China's gas equation, post-Gazprom

China's natural gas demand is set to triple out to 2040 but Siberian supplies to northern and eastern provinces will likely help cover requirements.


China's natural gas demand has been growing as the government seeks to move away from coal in favour of cleaner fuels. According to EIA's International Energy Outlook 2013 Reference case, demand will more than triple from 5.2 trillion cubic feet in 2012 to 17.5 Tcf by 2040.

graph of Chinese natural gas supply mix, as explained in the article text

Source: US Energy Information Administration, International Energy Outlook 2013, IHS Energy, Eastern Bloc Research (Note: Volumes shown for Russia-China gas deal assume minimal contract obligations. Increases in these volumes will lessen the amount needed from LNG imports and other contracts.)

Russia's largest natural gas company, Gazprom, finalised a deal with the Chinese National Petroleum Corporation in May. 

New natural gas production in Russia will mainly come from fields in eastern Siberia, which currently lack export infrastructure. The planned Power of Siberia pipeline will export gas south to China and east to a liquefied natural gas plant on Russia's east coast.

This contract is Gazprom's largest to date. Gazprom has a monopoly on pipeline natural gas export contracts made by Russia. The situation differs from that in LNG markets, where other companies such as Rosneft and Novatek may participate.

China's northern and eastern provinces have growing natural gas demand that cannot be met by existing pipelines or LNG, and the new Russian natural gas will mostly go to meet demand in these regions. China has also committed to purchasing 38 bcm (1.3 Tcf) per year of natural gas from Turkmenistan by 2016, increasing to 65 bcm (2.2Tcf) per year by 2020.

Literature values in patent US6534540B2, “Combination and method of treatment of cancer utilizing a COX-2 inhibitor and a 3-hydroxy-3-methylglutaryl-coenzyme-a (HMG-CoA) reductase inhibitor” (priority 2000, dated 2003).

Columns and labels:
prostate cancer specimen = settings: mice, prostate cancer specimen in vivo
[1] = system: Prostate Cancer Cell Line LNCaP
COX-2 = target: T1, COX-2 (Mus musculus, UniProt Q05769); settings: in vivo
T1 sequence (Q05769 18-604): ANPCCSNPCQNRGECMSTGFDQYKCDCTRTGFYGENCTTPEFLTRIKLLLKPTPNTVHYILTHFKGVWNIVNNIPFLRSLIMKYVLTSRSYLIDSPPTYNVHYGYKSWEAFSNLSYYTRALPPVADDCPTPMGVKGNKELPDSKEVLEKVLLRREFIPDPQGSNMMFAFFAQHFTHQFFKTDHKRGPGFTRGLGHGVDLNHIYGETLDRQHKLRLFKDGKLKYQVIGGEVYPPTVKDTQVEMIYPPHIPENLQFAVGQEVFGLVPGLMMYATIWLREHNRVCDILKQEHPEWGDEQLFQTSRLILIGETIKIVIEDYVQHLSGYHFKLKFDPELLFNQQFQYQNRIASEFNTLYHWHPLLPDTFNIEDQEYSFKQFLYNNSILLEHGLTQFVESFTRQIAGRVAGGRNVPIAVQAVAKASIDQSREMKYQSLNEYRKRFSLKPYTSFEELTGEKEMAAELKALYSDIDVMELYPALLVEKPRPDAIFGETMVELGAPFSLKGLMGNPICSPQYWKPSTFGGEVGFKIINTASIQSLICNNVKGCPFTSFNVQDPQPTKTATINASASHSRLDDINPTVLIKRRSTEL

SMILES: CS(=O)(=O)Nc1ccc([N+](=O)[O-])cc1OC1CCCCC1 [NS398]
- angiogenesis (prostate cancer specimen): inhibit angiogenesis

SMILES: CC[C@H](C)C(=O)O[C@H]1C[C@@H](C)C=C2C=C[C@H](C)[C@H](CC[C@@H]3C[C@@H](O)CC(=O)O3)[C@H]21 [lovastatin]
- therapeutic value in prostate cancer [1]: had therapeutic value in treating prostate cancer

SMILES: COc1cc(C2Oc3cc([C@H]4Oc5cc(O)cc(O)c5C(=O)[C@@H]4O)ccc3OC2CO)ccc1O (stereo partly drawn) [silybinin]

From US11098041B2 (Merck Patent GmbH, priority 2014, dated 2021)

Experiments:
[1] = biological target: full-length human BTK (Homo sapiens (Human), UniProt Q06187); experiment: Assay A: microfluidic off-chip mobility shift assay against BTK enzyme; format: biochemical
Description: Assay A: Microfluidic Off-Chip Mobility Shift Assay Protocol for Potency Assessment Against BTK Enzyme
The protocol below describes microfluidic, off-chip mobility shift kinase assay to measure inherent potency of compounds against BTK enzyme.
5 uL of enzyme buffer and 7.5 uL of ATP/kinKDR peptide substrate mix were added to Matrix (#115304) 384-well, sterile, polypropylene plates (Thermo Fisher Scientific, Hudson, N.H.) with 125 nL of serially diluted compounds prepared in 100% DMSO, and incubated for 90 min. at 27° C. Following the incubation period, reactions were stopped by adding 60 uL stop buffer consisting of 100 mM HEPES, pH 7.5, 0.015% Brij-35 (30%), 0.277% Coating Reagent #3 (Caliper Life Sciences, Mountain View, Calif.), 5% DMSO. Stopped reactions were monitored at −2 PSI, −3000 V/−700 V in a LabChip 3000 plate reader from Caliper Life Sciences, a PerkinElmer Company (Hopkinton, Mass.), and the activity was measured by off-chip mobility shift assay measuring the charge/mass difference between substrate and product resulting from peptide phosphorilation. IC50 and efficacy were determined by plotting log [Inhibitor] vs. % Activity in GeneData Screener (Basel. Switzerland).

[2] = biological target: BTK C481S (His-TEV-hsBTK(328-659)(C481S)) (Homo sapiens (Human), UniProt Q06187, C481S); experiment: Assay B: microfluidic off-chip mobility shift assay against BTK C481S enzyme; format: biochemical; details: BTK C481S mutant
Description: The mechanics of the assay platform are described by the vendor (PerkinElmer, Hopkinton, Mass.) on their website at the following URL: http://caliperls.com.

map of Russian pipelines, as explained in the article text

Source: US Energy Information Administration, IHS Energy, Eastern Bloc Research

Although China continues to import more LNG, the government is committed to expanding Chinese domestic production, which increases from 4 Tcf in 2012 to 10 Tcf by 2040 in the IEO2013 Reference case.

Developing China's shale gas reserves is also an important part of the government's natural gas strategy. According to EIA's assessment of world shale gas resources, China has 1115 Tcf of technically recoverable shale gas.

New production along with imports of LNG will meet rising demand in China's eastern and southern coastal regions.

Originally published by the US Energy Information Administration. Reproduced with permission. 

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